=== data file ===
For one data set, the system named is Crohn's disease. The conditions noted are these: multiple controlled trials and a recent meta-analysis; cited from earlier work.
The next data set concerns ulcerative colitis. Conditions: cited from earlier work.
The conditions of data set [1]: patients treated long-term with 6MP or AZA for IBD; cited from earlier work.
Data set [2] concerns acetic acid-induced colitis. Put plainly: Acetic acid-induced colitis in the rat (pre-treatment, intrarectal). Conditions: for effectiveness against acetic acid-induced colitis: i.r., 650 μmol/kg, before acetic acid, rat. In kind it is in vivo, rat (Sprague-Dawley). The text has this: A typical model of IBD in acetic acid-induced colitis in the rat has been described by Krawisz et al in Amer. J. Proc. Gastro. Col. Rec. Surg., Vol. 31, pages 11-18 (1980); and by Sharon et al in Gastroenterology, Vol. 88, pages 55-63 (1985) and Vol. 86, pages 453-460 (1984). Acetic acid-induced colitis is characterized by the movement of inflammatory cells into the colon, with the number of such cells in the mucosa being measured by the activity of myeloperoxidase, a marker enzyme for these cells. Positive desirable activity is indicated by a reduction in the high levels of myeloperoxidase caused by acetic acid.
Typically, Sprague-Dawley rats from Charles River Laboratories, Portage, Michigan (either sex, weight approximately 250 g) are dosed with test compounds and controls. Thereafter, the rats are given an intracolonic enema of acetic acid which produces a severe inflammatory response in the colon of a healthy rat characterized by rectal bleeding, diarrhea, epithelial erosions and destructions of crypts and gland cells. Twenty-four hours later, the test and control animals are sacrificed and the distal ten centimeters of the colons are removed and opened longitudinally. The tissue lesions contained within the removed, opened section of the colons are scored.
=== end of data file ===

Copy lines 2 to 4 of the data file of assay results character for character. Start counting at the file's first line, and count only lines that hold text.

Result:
The next data set concerns ulcerative colitis. Conditions: cited from earlier work.
The conditions of data set [1]: patients treated long-term with 6MP or AZA for IBD; cited from earlier work.
Data set [2] concerns acetic acid-induced colitis. Put plainly: Acetic acid-induced colitis in the rat (pre-treatment, intrarectal). Conditions: for effectiveness against acetic acid-induced colitis: i.r., 650 μmol/kg, before acetic acid, rat. In kind it is in vivo, rat (Sprague-Dawley). The text has this: A typical model of IBD in acetic acid-induced colitis in the rat has been described by Krawisz et al in Amer. J. Proc. Gastro. Col. Rec. Surg., Vol. 31, pages 11-18 (1980); and by Sharon et al in Gastroenterology, Vol. 88, pages 55-63 (1985) and Vol. 86, pages 453-460 (1984). Acetic acid-induced colitis is characterized by the movement of inflammatory cells into the colon, with the number of such cells in the mucosa being measured by the activity of myeloperoxidase, a marker enzyme for these cells. Positive desirable activity is indicated by a reduction in the high levels of myeloperoxidase caused by acetic acid.